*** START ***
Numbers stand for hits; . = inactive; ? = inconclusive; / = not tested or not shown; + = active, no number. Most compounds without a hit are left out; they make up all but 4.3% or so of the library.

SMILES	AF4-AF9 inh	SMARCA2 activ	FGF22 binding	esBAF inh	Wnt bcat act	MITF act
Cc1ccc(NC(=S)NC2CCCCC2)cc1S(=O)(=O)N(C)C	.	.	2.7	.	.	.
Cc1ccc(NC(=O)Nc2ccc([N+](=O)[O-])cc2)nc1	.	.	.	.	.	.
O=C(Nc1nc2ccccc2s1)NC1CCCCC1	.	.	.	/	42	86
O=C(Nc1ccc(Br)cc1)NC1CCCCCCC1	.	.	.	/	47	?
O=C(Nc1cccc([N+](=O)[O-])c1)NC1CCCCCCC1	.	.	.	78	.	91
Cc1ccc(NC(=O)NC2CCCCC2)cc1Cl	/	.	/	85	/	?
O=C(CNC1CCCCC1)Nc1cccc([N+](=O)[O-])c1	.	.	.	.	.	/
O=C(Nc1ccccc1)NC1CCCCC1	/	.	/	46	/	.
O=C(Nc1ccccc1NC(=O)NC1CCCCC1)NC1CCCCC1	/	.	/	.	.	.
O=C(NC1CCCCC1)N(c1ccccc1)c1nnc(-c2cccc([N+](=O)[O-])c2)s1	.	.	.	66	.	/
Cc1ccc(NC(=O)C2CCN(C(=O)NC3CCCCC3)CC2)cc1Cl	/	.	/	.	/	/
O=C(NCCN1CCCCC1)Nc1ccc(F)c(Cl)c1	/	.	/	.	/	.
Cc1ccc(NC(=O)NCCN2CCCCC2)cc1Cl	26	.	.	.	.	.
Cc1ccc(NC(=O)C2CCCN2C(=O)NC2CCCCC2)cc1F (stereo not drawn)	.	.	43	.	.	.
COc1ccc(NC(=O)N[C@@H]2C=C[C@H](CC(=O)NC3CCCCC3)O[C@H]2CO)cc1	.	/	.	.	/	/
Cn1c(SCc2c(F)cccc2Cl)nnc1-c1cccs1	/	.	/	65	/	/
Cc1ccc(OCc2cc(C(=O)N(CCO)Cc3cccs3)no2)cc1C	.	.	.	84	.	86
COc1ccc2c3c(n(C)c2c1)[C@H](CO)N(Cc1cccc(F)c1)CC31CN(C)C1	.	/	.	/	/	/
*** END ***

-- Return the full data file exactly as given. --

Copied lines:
Numbers stand for hits; . = inactive; ? = inconclusive; / = not tested or not shown; + = active, no number. Most compounds without a hit are left out; they make up all but 4.3% or so of the library.

SMILES	AF4-AF9 inh	SMARCA2 activ	FGF22 binding	esBAF inh	Wnt bcat act	MITF act
Cc1ccc(NC(=S)NC2CCCCC2)cc1S(=O)(=O)N(C)C	.	.	2.7	.	.	.
Cc1ccc(NC(=O)Nc2ccc([N+](=O)[O-])cc2)nc1	.	.	.	.	.	.
O=C(Nc1nc2ccccc2s1)NC1CCCCC1	.	.	.	/	42	86
O=C(Nc1ccc(Br)cc1)NC1CCCCCCC1	.	.	.	/	47	?
O=C(Nc1cccc([N+](=O)[O-])c1)NC1CCCCCCC1	.	.	.	78	.	91
Cc1ccc(NC(=O)NC2CCCCC2)cc1Cl	/	.	/	85	/	?
O=C(CNC1CCCCC1)Nc1cccc([N+](=O)[O-])c1	.	.	.	.	.	/
O=C(Nc1ccccc1)NC1CCCCC1	/	.	/	46	/	.
O=C(Nc1ccccc1NC(=O)NC1CCCCC1)NC1CCCCC1	/	.	/	.	.	.
O=C(NC1CCCCC1)N(c1ccccc1)c1nnc(-c2cccc([N+](=O)[O-])c2)s1	.	.	.	66	.	/
Cc1ccc(NC(=O)C2CCN(C(=O)NC3CCCCC3)CC2)cc1Cl	/	.	/	.	/	/
O=C(NCCN1CCCCC1)Nc1ccc(F)c(Cl)c1	/	.	/	.	/	.
Cc1ccc(NC(=O)NCCN2CCCCC2)cc1Cl	26	.	.	.	.	.
Cc1ccc(NC(=O)C2CCCN2C(=O)NC2CCCCC2)cc1F (stereo not drawn)	.	.	43	.	.	.
COc1ccc(NC(=O)N[C@@H]2C=C[C@H](CC(=O)NC3CCCCC3)O[C@H]2CO)cc1	.	/	.	.	/	/
Cn1c(SCc2c(F)cccc2Cl)nnc1-c1cccs1	/	.	/	65	/	/
Cc1ccc(OCc2cc(C(=O)N(CCO)Cc3cccs3)no2)cc1C	.	.	.	84	.	86
COc1ccc2c3c(n(C)c2c1)[C@H](CO)N(Cc1cccc(F)c1)CC31CN(C)C1	.	/	.	/	/	/